3 Easy Steps to Photos that Endure Time

We’re midway through the summer, so some of you baby boomers still have some kind of vacation trip ahead of you. But as baby boomers, we’re more than midway through life and maybe missed out on some technology that can make those vacations memorable. That’s where BoomerCafé co-founder and publisher David Henderson comes in. David knows cameras, and wants you to know more too.

Looking through some old faded photos of my children, parents and grandparents, my memories slipped to times and places recorded many years ago. Memories are treasured, I have found as I get older. Photos help us relive memories of people or places that have been special in life.


Faded photo: David and his daughter on a walk about 25 years ago.

Even though I used a professional quality Nikon to shoot those images decades ago, the prints have faded and gotten fuzzy. And, I found myself appreciating even more the phenomenal image quality of modern digital cameras.

As baby boomers, we may find more time for travel and exploration of new places. I want to preserve the newer memories through photos, and digital photography makes it easy.

But … that new digital camera you may have gotten will not capture great images until it is properly configured.

Digital cameras today have a somewhat magical power to create, to capture memories. But, it’s a mistake to take a new camera out of the box and start snapping images. Digital cameras — whether a $140 Fuji point and shoot or a $7,000 Leica — must first be configured.

Camera makers ship digital cameras with image resolution set, by default, either to low or medium. Sure, lower resolution permits taking images on a memory card but those photos may look just as fuzzy as 35 year old film prints.  You will regret capturing memories in postage stamp size digital files.

Think Big!

The primary objective of adjusting your camera is to take higher resolution photos which also yield larger file sizes. Here’s why – a high resolution image can easily be made smaller, but a low or medium resolution image cannot be enlarged. Correctly adjusting settings is easy but frequently ignored or overlooked.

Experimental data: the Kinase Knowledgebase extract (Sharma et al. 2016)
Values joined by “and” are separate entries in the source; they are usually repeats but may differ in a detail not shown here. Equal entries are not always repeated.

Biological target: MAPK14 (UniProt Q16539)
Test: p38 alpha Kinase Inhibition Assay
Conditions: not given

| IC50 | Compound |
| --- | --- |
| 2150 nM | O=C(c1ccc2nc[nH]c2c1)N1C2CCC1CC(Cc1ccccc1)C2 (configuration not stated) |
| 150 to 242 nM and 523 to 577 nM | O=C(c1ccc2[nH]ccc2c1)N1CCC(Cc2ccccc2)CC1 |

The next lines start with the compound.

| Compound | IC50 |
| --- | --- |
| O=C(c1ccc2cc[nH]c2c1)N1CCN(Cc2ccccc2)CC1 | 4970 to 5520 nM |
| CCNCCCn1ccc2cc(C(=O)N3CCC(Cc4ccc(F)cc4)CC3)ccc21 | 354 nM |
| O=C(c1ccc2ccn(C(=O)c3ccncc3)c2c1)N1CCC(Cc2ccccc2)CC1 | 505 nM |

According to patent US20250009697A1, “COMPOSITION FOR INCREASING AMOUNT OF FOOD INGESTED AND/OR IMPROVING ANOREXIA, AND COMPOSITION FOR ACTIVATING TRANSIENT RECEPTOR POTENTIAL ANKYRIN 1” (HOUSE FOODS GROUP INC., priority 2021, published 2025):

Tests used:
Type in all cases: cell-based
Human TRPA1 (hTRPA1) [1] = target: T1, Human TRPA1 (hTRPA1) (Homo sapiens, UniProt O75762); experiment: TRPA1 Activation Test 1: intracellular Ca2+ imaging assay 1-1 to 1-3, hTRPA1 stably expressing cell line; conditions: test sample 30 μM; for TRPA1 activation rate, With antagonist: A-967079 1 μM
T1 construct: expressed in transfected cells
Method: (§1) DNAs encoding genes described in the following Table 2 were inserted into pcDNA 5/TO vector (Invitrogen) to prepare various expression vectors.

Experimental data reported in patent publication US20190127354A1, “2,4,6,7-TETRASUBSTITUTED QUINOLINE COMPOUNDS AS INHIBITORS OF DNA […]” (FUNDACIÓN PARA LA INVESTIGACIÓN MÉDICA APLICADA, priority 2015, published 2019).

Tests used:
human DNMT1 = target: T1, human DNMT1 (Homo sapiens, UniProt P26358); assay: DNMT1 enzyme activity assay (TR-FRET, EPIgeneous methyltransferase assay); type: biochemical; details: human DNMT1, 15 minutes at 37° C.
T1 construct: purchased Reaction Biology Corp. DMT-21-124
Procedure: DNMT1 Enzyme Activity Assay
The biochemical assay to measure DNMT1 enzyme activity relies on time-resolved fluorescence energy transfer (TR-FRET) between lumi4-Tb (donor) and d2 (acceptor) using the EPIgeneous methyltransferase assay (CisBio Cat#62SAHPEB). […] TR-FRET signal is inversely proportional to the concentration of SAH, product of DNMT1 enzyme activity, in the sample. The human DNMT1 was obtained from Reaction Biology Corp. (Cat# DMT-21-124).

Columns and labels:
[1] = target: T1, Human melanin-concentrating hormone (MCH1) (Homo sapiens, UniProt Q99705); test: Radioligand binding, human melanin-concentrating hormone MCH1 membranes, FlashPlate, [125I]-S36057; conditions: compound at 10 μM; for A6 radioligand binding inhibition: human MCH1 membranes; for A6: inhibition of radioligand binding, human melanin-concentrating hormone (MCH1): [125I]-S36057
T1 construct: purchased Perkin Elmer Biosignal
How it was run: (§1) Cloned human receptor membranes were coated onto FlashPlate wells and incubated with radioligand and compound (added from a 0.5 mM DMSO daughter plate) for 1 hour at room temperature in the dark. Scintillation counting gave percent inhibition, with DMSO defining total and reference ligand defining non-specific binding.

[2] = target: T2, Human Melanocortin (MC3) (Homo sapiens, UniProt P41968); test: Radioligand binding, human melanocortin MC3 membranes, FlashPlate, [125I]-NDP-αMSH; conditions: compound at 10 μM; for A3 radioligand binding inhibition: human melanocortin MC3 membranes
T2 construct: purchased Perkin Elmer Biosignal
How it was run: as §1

Here’s how to do it right –

  • Buy a large capacity SD camera memory card: I recommend nothing less than 8GB. It’s cheap, about $10. A larger memory card will store lots of high resolution images. My sources are B&H Photo and Amazon.com but many places sell memory cards. Don’t skimp! Buy a couple of extra cards.
  • Format the card: Insert the memory card into your camera. Press the “Menu” button on the back of the camera, and explore the menu options. Find “Format” card. The card will be formatted to match your camera.
  • Set the resolution: Press the “Function” button on the back. On some cameras, like my Fuji X100, it’s the “Menu” button. What you are looking for is the Shooting Menu to adjust Image Size and Image Quality. Set Image Size to Large, and adjust Image Quality to Fine.
Camera image quality settings.

Camera image quality settings.

That’s it! Now you are ready to capture memories in the highest resolution possible from your camera. Yes, the file size of each photo will be large but the payoff are photos of enduring quality.